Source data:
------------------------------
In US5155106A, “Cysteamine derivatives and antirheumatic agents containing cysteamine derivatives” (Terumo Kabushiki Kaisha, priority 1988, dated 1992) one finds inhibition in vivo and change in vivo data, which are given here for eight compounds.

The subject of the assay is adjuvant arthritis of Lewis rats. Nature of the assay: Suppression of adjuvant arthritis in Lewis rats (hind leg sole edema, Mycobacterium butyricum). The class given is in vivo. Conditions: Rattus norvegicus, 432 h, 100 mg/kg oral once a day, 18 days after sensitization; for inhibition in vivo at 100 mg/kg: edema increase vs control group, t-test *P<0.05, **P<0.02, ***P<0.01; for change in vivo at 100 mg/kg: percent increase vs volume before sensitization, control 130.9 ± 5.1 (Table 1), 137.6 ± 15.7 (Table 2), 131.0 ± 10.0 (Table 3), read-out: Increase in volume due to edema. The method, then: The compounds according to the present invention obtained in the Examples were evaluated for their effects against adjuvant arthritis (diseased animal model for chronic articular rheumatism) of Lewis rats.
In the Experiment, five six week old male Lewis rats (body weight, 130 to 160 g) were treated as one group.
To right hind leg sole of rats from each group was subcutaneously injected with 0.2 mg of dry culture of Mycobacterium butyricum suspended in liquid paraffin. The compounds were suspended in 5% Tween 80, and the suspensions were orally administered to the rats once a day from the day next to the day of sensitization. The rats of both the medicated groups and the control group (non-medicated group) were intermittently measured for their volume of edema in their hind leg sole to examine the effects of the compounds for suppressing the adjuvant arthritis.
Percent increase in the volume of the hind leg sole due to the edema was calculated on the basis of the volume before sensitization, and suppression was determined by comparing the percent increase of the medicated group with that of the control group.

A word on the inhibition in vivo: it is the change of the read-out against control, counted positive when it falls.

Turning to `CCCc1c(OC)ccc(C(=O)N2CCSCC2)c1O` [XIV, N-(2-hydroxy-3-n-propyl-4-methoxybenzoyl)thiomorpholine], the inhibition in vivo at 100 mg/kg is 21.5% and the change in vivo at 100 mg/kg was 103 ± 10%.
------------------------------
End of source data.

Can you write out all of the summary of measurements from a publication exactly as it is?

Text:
In US5155106A, “Cysteamine derivatives and antirheumatic agents containing cysteamine derivatives” (Terumo Kabushiki Kaisha, priority 1988, dated 1992) one finds inhibition in vivo and change in vivo data, which are given here for eight compounds.

The subject of the assay is adjuvant arthritis of Lewis rats. Nature of the assay: Suppression of adjuvant arthritis in Lewis rats (hind leg sole edema, Mycobacterium butyricum). The class given is in vivo. Conditions: Rattus norvegicus, 432 h, 100 mg/kg oral once a day, 18 days after sensitization; for inhibition in vivo at 100 mg/kg: edema increase vs control group, t-test *P<0.05, **P<0.02, ***P<0.01; for change in vivo at 100 mg/kg: percent increase vs volume before sensitization, control 130.9 ± 5.1 (Table 1), 137.6 ± 15.7 (Table 2), 131.0 ± 10.0 (Table 3), read-out: Increase in volume due to edema. The method, then: The compounds according to the present invention obtained in the Examples were evaluated for their effects against adjuvant arthritis (diseased animal model for chronic articular rheumatism) of Lewis rats.
In the Experiment, five six week old male Lewis rats (body weight, 130 to 160 g) were treated as one group.
To right hind leg sole of rats from each group was subcutaneously injected with 0.2 mg of dry culture of Mycobacterium butyricum suspended in liquid paraffin. The compounds were suspended in 5% Tween 80, and the suspensions were orally administered to the rats once a day from the day next to the day of sensitization. The rats of both the medicated groups and the control group (non-medicated group) were intermittently measured for their volume of edema in their hind leg sole to examine the effects of the compounds for suppressing the adjuvant arthritis.
Percent increase in the volume of the hind leg sole due to the edema was calculated on the basis of the volume before sensitization, and suppression was determined by comparing the percent increase of the medicated group with that of the control group.

A word on the inhibition in vivo: it is the change of the read-out against control, counted positive when it falls.

Turning to `CCCc1c(OC)ccc(C(=O)N2CCSCC2)c1O` [XIV, N-(2-hydroxy-3-n-propyl-4-methoxybenzoyl)thiomorpholine], the inhibition in vivo at 100 mg/kg is 21.5% and the change in vivo at 100 mg/kg was 103 ± 10%.